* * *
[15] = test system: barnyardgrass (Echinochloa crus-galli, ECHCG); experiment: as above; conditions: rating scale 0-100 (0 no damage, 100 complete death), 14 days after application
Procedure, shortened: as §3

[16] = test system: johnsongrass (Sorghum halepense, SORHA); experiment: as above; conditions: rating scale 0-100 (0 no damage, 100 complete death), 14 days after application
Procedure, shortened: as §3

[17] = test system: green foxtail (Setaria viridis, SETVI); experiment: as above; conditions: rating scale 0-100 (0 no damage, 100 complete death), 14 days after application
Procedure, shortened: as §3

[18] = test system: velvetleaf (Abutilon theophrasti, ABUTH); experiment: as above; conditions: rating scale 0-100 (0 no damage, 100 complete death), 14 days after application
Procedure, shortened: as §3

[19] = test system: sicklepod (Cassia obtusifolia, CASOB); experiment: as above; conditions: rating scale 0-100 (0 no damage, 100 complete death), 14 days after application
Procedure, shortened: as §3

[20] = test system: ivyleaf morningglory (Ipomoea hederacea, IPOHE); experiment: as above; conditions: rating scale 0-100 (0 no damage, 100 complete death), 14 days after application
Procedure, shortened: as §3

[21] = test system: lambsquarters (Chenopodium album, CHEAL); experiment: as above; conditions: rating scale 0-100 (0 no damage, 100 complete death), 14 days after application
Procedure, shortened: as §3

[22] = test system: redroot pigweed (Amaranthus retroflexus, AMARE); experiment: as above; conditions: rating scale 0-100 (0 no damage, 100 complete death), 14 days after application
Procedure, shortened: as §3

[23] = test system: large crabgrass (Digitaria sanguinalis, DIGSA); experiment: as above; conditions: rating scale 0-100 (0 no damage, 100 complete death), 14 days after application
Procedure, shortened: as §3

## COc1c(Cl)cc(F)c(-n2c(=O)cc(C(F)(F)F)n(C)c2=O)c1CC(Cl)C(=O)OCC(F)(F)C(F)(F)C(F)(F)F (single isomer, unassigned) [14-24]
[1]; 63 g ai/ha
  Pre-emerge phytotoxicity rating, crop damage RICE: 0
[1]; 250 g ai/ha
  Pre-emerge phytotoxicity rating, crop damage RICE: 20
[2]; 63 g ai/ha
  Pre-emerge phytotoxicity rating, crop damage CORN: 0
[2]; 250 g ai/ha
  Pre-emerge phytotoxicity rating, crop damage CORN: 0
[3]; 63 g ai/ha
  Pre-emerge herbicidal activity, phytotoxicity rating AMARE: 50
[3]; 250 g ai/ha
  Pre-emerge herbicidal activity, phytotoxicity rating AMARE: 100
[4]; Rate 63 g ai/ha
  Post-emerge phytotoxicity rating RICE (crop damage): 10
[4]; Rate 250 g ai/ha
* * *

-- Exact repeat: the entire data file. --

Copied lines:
[15] = test system: barnyardgrass (Echinochloa crus-galli, ECHCG); experiment: as above; conditions: rating scale 0-100 (0 no damage, 100 complete death), 14 days after application
Procedure, shortened: as §3

[16] = test system: johnsongrass (Sorghum halepense, SORHA); experiment: as above; conditions: rating scale 0-100 (0 no damage, 100 complete death), 14 days after application
Procedure, shortened: as §3

[17] = test system: green foxtail (Setaria viridis, SETVI); experiment: as above; conditions: rating scale 0-100 (0 no damage, 100 complete death), 14 days after application
Procedure, shortened: as §3

[18] = test system: velvetleaf (Abutilon theophrasti, ABUTH); experiment: as above; conditions: rating scale 0-100 (0 no damage, 100 complete death), 14 days after application
Procedure, shortened: as §3

[19] = test system: sicklepod (Cassia obtusifolia, CASOB); experiment: as above; conditions: rating scale 0-100 (0 no damage, 100 complete death), 14 days after application
Procedure, shortened: as §3

[20] = test system: ivyleaf morningglory (Ipomoea hederacea, IPOHE); experiment: as above; conditions: rating scale 0-100 (0 no damage, 100 complete death), 14 days after application
Procedure, shortened: as §3

[21] = test system: lambsquarters (Chenopodium album, CHEAL); experiment: as above; conditions: rating scale 0-100 (0 no damage, 100 complete death), 14 days after application
Procedure, shortened: as §3

[22] = test system: redroot pigweed (Amaranthus retroflexus, AMARE); experiment: as above; conditions: rating scale 0-100 (0 no damage, 100 complete death), 14 days after application
Procedure, shortened: as §3

[23] = test system: large crabgrass (Digitaria sanguinalis, DIGSA); experiment: as above; conditions: rating scale 0-100 (0 no damage, 100 complete death), 14 days after application
Procedure, shortened: as §3

## COc1c(Cl)cc(F)c(-n2c(=O)cc(C(F)(F)F)n(C)c2=O)c1CC(Cl)C(=O)OCC(F)(F)C(F)(F)C(F)(F)F (single isomer, unassigned) [14-24]
[1]; 63 g ai/ha
  Pre-emerge phytotoxicity rating, crop damage RICE: 0
[1]; 250 g ai/ha
  Pre-emerge phytotoxicity rating, crop damage RICE: 20
[2]; 63 g ai/ha
  Pre-emerge phytotoxicity rating, crop damage CORN: 0
[2]; 250 g ai/ha
  Pre-emerge phytotoxicity rating, crop damage CORN: 0
[3]; 63 g ai/ha
  Pre-emerge herbicidal activity, phytotoxicity rating AMARE: 50
[3]; 250 g ai/ha
  Pre-emerge herbicidal activity, phytotoxicity rating AMARE: 100
[4]; Rate 63 g ai/ha
  Post-emerge phytotoxicity rating RICE (crop damage): 10
[4]; Rate 250 g ai/ha